Zika: Two Irish residents who caught virus ‘fully recovered’

HSE says cases in man and woman who returned from affected area ‘not unexpected’

A health technician analyzes a blood sample from a patient bitten by a mosquito at the National Institute of Health in Lima, Peru. Two adults have been confirmed with the Zika virus in Ireland but are said to have fully recovered. Photograph: Mariana Bazo/Files/Reuters.

A health technician analyzes a blood sample from a patient bitten by a mosquito at the National Institute of Health in Lima, Peru. Two adults have been confirmed with the Zika virus in Ireland but are said to have fully recovered. Photograph: Mariana Bazo/Files/Reuters.

 

Two adults have been confirmed with the Zika virus in Ireland but are said to have fully recovered.

The cases — the first of their kind in the State — are unrelated to each other and both patients are now said to be well.

Both individuals have a history of travel to a Zika affected country, the Health Service Executive (HSE) confirmed.

“These are the first cases of Zika virus infection confirmed in Ireland,” a HSE spokeswoman said. “Neither case is at risk of pregnancy.”

The HSE said the newly-discovered Zika cases in Ireland are “not an unexpected event” as many other European countries have reported cases as a result of people travelling to affected areas.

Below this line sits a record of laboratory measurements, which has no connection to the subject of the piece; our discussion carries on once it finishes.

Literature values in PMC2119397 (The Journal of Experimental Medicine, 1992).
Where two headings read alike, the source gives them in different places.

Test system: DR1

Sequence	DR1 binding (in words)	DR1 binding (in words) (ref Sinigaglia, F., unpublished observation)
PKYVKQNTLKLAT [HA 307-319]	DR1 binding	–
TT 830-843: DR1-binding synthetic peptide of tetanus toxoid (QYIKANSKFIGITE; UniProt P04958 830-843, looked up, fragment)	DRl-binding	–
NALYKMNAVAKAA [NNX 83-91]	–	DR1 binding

Health chiefs have urged Irish people who fall ill within two weeks of returning from an affected area to seek medical help.

Sexually transmitted

The news comes as the first known case of the Zika virus being sexually transmitted in the United States has been reported.

The US Centres for Disease Control and Prevention said a patient in Texas had been infected with the virus after having sexual contact with an ill person who returned from a Zika-affected country.

The virus is usually spread through mosquito bites, but investigators have been exploring the possibility it can also be spread through sexual contact.

The virus was found in one man’s semen in Tahiti, and there was a report of a Colorado researcher who caught the virus overseas and apparently spread it to his wife back home in 2008.

Microcephaly

The possibility that the Zika virus causes microcephaly – unusually small heads and damaged brains – emerged in October, when doctors in northern Brazil noticed a surge in babies with the condition. About three million babies are born in Brazil each year. Normally, about 150 cases of microcephaly are reported, and Brazil says it is investigating nearly 4,000 cases.

Last week, Public Health England warned men in the UK to wear condoms for a month after returning from any of the 23 countries affected by Zika.

Ministers have insisted the risk posed by the spread of the mosquito-borne Zika virus to the public remains in Britain “extremely low”.

The World Health Organisation has declared an international emergency over the virus, which is linked to birth defects in Brazil and the Americas.

PA